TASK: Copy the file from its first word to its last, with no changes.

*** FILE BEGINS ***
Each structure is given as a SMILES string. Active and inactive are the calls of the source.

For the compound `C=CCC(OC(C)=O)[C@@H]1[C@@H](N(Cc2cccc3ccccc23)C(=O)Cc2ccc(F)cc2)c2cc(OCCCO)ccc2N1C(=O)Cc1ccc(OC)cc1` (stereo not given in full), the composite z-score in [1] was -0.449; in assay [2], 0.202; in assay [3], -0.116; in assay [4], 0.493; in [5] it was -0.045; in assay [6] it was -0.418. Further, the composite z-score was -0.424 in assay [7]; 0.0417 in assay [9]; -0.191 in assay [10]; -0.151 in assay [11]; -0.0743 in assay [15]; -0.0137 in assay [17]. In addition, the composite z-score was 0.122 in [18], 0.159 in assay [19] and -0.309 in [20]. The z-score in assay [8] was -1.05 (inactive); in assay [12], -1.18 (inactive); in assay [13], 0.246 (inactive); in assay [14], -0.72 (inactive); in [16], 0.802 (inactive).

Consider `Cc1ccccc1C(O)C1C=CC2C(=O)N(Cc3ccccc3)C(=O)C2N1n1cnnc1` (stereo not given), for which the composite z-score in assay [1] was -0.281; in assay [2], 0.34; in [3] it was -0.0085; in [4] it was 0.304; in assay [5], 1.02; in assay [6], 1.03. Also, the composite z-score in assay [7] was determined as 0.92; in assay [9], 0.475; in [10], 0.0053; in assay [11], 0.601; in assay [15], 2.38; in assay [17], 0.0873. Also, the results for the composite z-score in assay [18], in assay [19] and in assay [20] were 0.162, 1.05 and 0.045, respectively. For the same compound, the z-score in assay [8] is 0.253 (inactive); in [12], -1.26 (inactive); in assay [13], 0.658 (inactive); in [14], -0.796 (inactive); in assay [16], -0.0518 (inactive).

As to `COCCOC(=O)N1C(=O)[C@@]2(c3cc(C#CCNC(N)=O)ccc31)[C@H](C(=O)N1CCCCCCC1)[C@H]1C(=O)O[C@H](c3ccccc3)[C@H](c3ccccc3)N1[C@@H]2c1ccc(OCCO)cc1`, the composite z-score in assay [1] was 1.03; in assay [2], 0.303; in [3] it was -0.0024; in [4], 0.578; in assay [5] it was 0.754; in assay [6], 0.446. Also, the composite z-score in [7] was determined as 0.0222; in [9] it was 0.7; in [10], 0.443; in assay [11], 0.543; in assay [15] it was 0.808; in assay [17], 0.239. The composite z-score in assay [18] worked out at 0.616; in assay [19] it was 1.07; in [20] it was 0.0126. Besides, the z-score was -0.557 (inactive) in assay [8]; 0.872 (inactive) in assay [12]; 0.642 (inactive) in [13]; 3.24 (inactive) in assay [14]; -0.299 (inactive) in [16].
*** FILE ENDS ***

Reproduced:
Each structure is given as a SMILES string. Active and inactive are the calls of the source.

For the compound `C=CCC(OC(C)=O)[C@@H]1[C@@H](N(Cc2cccc3ccccc23)C(=O)Cc2ccc(F)cc2)c2cc(OCCCO)ccc2N1C(=O)Cc1ccc(OC)cc1` (stereo not given in full), the composite z-score in [1] was -0.449; in assay [2], 0.202; in assay [3], -0.116; in assay [4], 0.493; in [5] it was -0.045; in assay [6] it was -0.418. Further, the composite z-score was -0.424 in assay [7]; 0.0417 in assay [9]; -0.191 in assay [10]; -0.151 in assay [11]; -0.0743 in assay [15]; -0.0137 in assay [17]. In addition, the composite z-score was 0.122 in [18], 0.159 in assay [19] and -0.309 in [20]. The z-score in assay [8] was -1.05 (inactive); in assay [12], -1.18 (inactive); in assay [13], 0.246 (inactive); in assay [14], -0.72 (inactive); in [16], 0.802 (inactive).

Consider `Cc1ccccc1C(O)C1C=CC2C(=O)N(Cc3ccccc3)C(=O)C2N1n1cnnc1` (stereo not given), for which the composite z-score in assay [1] was -0.281; in assay [2], 0.34; in [3] it was -0.0085; in [4] it was 0.304; in assay [5], 1.02; in assay [6], 1.03. Also, the composite z-score in assay [7] was determined as 0.92; in assay [9], 0.475; in [10], 0.0053; in assay [11], 0.601; in assay [15], 2.38; in assay [17], 0.0873. Also, the results for the composite z-score in assay [18], in assay [19] and in assay [20] were 0.162, 1.05 and 0.045, respectively. For the same compound, the z-score in assay [8] is 0.253 (inactive); in [12], -1.26 (inactive); in assay [13], 0.658 (inactive); in [14], -0.796 (inactive); in assay [16], -0.0518 (inactive).

As to `COCCOC(=O)N1C(=O)[C@@]2(c3cc(C#CCNC(N)=O)ccc31)[C@H](C(=O)N1CCCCCCC1)[C@H]1C(=O)O[C@H](c3ccccc3)[C@H](c3ccccc3)N1[C@@H]2c1ccc(OCCO)cc1`, the composite z-score in assay [1] was 1.03; in assay [2], 0.303; in [3] it was -0.0024; in [4], 0.578; in assay [5] it was 0.754; in assay [6], 0.446. Also, the composite z-score in [7] was determined as 0.0222; in [9] it was 0.7; in [10], 0.443; in assay [11], 0.543; in assay [15] it was 0.808; in assay [17], 0.239. The composite z-score in assay [18] worked out at 0.616; in assay [19] it was 1.07; in [20] it was 0.0126. Besides, the z-score was -0.557 (inactive) in assay [8]; 0.872 (inactive) in assay [12]; 0.642 (inactive) in [13]; 3.24 (inactive) in assay [14]; -0.299 (inactive) in [16].